There is a 40% chance that your patients are using complementary and alternative remedies according to new report from the Centers for Disease Control & Prevention. Not including vitamins and minerals, the use of a complementary and alternatives medicine (CAM) in adults and children has increased in the last 5 years. Treatments include non-vitamin, non-mineral natural products (fish oil, flaxseed oil, echinacea), chiropractic or osteopathic manipulation, deep breathing exercises, massage, and meditation. Children are also using alternative treatments, especially if their parents use them. Despite lack of evidence of efficacy, echinacea is the most common remedy used by children. In adults, use of CAM treatments for URIs is actually down, perhaps indicating better patient education. Back pain, neck pain, and arthritis pain are the most common reasons why people turn to CAM, according to this recent survey. These results point out the need to query patients about the use of complementary and alternative medicines.

FDA Actions

The FDA is requiring a boxed warning on sodium phosphate bowel-cleansing products because of the risk of acute phosphate nephropathy associated with use of these products. Sodium phosphate cleansing products are most commonly used as bowel preparation for procedures such as colonoscopy. According to the warning, the products Visicol® and OsmoPrep® should be used with caution in people older than age 55; those suffering from dehydration, kidney disease, colitis, or delayed bowel emptying; and people taking other medications that may affect kidney function. These products should also not be used in conjunction with other oral laxatives containing sodium phosphate, and over-the-counter products, such as Fleet® Phospho-Soda®, should also be used with caution if given in a high dose to the patient population at risk.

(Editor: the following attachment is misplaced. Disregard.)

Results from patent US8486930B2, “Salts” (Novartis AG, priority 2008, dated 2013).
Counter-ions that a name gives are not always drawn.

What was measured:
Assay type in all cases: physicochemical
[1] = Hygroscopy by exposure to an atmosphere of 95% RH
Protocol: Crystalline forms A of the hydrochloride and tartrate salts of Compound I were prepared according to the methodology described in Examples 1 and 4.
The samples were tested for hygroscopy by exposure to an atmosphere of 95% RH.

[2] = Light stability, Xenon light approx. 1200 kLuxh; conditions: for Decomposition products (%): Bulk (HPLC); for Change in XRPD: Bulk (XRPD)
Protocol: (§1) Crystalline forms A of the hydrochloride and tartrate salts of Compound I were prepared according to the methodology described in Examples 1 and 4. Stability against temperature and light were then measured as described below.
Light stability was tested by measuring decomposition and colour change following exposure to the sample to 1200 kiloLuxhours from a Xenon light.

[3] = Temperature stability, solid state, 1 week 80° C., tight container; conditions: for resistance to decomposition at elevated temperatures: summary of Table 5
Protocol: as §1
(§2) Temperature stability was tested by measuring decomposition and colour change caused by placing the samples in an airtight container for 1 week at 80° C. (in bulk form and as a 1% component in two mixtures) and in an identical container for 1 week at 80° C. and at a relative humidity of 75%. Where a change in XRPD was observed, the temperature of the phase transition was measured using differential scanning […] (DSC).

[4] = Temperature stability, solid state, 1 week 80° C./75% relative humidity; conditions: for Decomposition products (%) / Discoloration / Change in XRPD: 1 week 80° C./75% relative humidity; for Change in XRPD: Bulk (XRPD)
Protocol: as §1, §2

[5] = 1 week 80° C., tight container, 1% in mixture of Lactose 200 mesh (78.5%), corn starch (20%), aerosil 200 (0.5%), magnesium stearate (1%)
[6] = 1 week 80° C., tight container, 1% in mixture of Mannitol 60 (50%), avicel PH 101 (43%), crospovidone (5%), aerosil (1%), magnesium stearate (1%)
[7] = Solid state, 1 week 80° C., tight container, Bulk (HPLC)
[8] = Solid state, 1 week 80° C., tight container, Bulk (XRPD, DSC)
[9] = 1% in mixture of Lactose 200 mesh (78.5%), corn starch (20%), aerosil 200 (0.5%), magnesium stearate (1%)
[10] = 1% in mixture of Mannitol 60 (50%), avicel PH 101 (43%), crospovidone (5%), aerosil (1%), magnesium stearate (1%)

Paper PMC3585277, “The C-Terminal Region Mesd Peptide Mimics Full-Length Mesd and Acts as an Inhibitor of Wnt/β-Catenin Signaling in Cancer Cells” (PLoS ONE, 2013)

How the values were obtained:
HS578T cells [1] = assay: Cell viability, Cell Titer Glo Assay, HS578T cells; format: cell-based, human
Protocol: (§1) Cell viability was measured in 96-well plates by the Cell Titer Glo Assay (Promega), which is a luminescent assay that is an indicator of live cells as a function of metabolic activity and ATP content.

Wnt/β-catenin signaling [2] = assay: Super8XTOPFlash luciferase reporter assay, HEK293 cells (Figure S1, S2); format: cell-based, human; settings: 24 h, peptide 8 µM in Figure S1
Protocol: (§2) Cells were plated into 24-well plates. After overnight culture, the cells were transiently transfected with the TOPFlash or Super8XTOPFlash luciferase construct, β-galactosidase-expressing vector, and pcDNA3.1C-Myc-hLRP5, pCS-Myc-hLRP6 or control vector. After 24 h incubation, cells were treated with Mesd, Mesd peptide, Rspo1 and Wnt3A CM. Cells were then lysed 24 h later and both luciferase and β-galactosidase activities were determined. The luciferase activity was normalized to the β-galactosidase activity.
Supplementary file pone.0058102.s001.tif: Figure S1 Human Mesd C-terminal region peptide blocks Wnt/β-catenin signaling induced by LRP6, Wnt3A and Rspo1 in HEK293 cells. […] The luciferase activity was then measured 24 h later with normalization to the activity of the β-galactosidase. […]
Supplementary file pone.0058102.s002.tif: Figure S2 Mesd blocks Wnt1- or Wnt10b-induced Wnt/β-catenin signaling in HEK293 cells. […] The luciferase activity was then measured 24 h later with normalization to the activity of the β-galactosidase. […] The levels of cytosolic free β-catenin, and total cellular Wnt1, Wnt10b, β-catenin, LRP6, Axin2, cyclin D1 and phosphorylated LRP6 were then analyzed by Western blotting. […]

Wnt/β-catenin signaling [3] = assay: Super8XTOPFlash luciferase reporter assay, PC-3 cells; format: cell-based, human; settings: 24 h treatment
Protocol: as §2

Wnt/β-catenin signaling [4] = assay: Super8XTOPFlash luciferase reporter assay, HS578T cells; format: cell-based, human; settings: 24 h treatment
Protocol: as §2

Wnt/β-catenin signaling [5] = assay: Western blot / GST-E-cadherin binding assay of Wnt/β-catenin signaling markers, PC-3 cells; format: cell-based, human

The FDA is requiring a warning on all anti-epileptic drugs regarding the risk of suicidal thoughts and behavior. The warning is based on review of nearly 200 studies that showed that patients on anti-epileptic drugs were at almost twice the risk of suicidal behavior or thoughts compared to patients on placebo. Along with the warning, the agency is also requiring a Medication Guide for patients as part of its Risk Evaluation and Mitigation Strategy. Over 20 drugs will be required to change their labeling including the commonly used agents phenytoin, carbamazepine, divalproex, gabapentin, lamotrigine, primidone, and topiramate.

The FDA is considering a ban on the long-acting beta agonists salmeterol (Serevent®) and formoterol (Foradil®) for the treatment of asthma. An expert committee comprised of the Pulmonary-Allergy Drugs Advisory Committee, Drug Safety and Risk Management Advisory Committee, and the Pediatric Advisory Committee voted unanimously to withdraw the indication for the treatment of asthma for the two drugs based on evidence from meta-analyses showing increased risk of death associated with use of long-acting beta agonist when not paired with a steroid inhaler. The committee did not vote to ban Advair® or Symbicort®, inhalers that combine a long-acting beta agonist with a steroid. If the FDA follows the subcommittee's recommendations, the drugs would no longer be indicated for treatment of asthma but would remain on the market to treat chronic obstructive pulmonary disorders. The FDA has not indicated when it will act on the subcommittee's recommendations.

The FDA has approved fenofibric acid (Trilipix™) for use with a statin for the treatment of dyslipidemia. This is the first fibrate approved for use with statins. The approval is based on a large trial in which the drug was used in combination with rosuvastatin (Crestor®), atorvastatin (Lipitor®), and simvastatin (Zocor®). There have been safety concerns about using fibrates and statins together, particularly gemfibrozil, but the newer generation fibrates appear safer. Abbott, the manufacturer of Trilipix, is collaborating with AstraZeneca to develop a fenofibric acid/rosuvastatin fixed combination product within the next year.

This supplement was written by William T. Elliott, MD, FACP, Chair, Formulary Committee, Kaiser Permanente, California Division; Assistant Clinical Professor of Medicine, University of California-San Francisco. In order to reveal any potential bias in this publication, we disclose that Dr. Elliott reports no consultant, stockholder, speaker's bureau, research, or other financial relationships with companies having ties to this field of study. Questions and comments, call: (404) 262-5468. E-mail: